Two black churches were established on and near Jonathan Street — Asbury United Methodist Church in 1818 and Ebenezer African Methodist Episcopal in 1838 — as free blacks continued to settle in the area. The county's black population of about 4,130 included more than 1,500 freedmen by 1840, according to census data.
The number of free blacks had increased to 1,826 by 1850, while the number of slaves in the county dropped from 2,546 in 1840 to 2,090 in 1850. Many local slave owners freed their slaves in the decade leading up to the American Civil War. The 1860 census counted 1,435 slaves in the county and nearly 500 free blacks — including 31 property owners — living in the Jonathan Street community.
The Emancipation Proclamation in 1863 allowed blacks to serve in U.S. Army "colored units." Seventeen black men from Washington County enlisted in the Union Army, including members of Hagerstown's Moxley Band, according to a book by the late Marguerite Doleman of Hagerstown.
Formed by Robert Moxley in 1854, the band's 12 enslaved musicians played at public events until they joined the First Brigade of the U.S. Colored Troops. The band was used in part to recruit other slaves in the region for military service.
The end of the war found free blacks trying to find housing and competing for work in Washington County. Many moved to urban areas where jobs were more plentiful, while some ex-slaves stayed on county farms as hired help and tenants, the study says.
The Freedmen's Bureau, which was created by the U.S. War Department in 1863 to provide blacks with living assistance and support, started the county's first school for black children in 1869. By 1870, black communities had formed in Williamsport, Clear Spring, Sharpsburg, Sandy Hook, Hancock and Beaver Creek — but Jonathan Street remained the base for nearly 900 of the 2,826 blacks in the county, according to census data.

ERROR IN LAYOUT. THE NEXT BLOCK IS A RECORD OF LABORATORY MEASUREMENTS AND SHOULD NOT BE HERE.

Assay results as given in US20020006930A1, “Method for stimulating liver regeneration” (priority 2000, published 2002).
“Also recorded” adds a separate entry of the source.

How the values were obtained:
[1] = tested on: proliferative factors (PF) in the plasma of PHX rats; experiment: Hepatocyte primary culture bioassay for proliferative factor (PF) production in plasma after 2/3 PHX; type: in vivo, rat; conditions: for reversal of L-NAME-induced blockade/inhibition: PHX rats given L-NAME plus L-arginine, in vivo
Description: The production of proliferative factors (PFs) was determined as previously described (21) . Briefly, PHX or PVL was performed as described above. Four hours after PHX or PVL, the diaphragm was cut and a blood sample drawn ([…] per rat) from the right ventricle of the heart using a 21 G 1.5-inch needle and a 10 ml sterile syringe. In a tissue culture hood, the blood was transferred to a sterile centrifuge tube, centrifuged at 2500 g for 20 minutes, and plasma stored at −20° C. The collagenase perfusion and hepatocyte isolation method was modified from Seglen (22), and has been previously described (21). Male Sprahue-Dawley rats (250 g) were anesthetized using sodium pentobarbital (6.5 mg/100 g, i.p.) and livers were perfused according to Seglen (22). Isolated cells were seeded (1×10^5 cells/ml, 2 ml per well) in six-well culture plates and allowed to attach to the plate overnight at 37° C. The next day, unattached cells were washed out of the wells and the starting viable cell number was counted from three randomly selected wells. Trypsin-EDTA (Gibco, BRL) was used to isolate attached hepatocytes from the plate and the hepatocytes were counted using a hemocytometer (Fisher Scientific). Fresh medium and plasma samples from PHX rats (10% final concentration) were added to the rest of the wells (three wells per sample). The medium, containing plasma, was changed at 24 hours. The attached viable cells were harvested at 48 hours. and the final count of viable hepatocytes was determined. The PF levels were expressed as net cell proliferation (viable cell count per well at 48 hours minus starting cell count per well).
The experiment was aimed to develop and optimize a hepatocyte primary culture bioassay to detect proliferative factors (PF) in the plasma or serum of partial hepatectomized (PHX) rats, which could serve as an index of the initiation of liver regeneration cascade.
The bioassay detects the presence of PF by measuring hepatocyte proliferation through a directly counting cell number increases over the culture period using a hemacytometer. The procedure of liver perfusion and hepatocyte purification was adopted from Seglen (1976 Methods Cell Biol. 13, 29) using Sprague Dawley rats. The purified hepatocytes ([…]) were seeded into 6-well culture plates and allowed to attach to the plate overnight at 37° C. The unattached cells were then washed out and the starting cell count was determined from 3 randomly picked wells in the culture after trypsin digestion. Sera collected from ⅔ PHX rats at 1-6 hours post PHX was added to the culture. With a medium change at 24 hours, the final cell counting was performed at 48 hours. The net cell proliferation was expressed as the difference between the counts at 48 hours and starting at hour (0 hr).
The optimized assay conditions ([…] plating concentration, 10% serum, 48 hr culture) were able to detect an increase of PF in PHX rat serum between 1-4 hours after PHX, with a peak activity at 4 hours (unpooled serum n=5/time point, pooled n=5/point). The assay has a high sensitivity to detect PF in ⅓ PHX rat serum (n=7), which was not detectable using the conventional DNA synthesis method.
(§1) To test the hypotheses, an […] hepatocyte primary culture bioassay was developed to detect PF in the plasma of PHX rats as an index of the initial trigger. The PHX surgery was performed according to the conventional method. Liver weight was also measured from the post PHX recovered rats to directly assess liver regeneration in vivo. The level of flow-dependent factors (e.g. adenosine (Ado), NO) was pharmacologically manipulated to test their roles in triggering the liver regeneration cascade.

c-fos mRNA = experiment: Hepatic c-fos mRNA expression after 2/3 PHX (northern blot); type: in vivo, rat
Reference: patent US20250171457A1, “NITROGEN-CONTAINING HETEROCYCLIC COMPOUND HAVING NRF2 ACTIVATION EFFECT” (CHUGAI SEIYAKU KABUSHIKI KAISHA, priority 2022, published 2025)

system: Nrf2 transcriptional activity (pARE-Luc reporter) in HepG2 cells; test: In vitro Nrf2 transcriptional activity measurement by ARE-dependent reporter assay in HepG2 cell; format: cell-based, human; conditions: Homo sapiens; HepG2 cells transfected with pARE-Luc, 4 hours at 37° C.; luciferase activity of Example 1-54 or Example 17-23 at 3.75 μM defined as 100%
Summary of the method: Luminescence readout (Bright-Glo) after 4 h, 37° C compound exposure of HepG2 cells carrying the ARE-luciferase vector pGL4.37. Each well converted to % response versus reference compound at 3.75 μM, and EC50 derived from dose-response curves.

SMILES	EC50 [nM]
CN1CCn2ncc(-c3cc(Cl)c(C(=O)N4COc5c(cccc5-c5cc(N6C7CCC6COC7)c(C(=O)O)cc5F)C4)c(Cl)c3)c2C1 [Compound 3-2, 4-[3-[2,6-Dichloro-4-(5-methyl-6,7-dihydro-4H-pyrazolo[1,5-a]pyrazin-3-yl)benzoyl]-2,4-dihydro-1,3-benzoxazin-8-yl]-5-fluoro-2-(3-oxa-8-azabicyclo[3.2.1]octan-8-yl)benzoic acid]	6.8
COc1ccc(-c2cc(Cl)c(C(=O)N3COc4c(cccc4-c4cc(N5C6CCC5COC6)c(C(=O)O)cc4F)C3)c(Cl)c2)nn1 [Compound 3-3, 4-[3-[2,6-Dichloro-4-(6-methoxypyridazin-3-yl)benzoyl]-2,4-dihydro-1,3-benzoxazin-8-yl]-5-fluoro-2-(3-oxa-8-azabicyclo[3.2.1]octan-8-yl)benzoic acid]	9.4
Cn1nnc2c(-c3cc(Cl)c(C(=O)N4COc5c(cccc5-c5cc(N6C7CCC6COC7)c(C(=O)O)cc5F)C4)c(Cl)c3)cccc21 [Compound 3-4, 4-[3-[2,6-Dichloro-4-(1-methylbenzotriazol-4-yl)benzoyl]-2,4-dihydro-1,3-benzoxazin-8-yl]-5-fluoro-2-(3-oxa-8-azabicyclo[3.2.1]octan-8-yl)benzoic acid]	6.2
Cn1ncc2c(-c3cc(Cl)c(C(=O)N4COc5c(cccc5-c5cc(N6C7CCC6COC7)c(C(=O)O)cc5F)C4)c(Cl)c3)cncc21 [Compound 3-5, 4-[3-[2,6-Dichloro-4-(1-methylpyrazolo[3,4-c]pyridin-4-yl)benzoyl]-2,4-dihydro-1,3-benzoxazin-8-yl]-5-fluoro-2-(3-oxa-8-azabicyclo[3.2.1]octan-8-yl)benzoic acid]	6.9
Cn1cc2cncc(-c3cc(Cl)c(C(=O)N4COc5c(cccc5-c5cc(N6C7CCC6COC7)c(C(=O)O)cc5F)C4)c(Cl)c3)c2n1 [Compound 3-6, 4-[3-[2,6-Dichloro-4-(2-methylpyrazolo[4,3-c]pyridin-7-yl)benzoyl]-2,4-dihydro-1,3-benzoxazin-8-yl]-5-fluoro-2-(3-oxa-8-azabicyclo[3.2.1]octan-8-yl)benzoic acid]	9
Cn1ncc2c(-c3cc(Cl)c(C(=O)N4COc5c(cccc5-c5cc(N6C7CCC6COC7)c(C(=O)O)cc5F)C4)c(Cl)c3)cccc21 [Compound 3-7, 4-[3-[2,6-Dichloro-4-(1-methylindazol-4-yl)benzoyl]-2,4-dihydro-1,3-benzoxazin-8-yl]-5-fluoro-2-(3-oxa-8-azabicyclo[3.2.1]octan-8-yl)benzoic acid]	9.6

The addition and improvement of railroad lines through Washington County turned Hagerstown into the Hub City in the 1870s and 1880s. The local manufacturing industry boomed, but few blacks benefited from the economic upturn.
Barred from working in factories with whites, blacks took low- paying service jobs at restaurants, hotels, barbershops and in the large new homes on Potomac Street. Black railroad workers were limited to picking up coal along the tracks or serving as janitors, the heritage study says.
Blacks couldn't use the county hospital or Hagerstown YMCA, shop in the city's central business district or attend the theater with their white neighbors and employers.
This was the environment to which Buffalo Soldier William O. Wilson returned in 1893 after earning the Medal of Honor for bravery during the Indian Wars of the late 1800s. It would be nearly a century before his achievement was recognized with a local memorial.
A black middle class formed on Jonathan Street despite — or perhaps because of — the countless racial barriers. Residents opened businesses to serve their own community.
Walter Harmon's black hotel was a notable addition to the community because visiting blacks weren't allowed to lodge in white hotels, the heritage study says.
Nearly 20 of the black men who were barred from holding local office or working as police enlisted in the U.S. Army during World War I, and 200 local blacks served in World War II. A new high school was built on North Street after that war, enabling local black students to attend 12 years of school for the first time.
The City of Hagerstown in the 1950s and 1960s built two housing projects — Bethel Gardens and Douglas Court — for the Jonathan Street community. Civil rights legislation then opened Jonathan Street's exit door, but many chose to stay.
Andrea Rowland, Herald-Mail
The photograph of Ebenezer A.M.E. Church in Hagerstown is from We the blacks of Washington County, by Marguerite Doleman, 1976. The Church was founded in 1838.
The text is reprinted with permission by The Herald-Mail Co. of Hagerstown, Md
The Bureau of Refugees, Freedmen, and Abandoned Lands (the Freedmen's Bureau) was started in 1865. see The Freedmen's Bureau, 1865-1872, National Archives.
Thomas John Chew Williams in his History of Washington County documents the events of Susan Gray's slave:
The only thing the negroes stood in mortal terror of was being sold to the Cotton fields. A threat of such a sale always produced results. One unmanageable negro girl about 20 years of age, the property of Mrs. Susan Gray, of Boonsboro’, had been threatened with a sale, and seeing some visitors come to the house whom she mistook for negro buyers, she deliberately took an axe and cut off her left hand so as to make herself unmarketable. A man confined in jail cut off four of his fingers to prevent the sale, and another with a similar motive broke his skull with a stone" (page 251).
The Herald of Freedom and Torch Light carried the story 6 May 1857
Washington County, Maryland
African Americans, History; Allegany County (Md.), History.
Allegany County (Md.), 1890-2008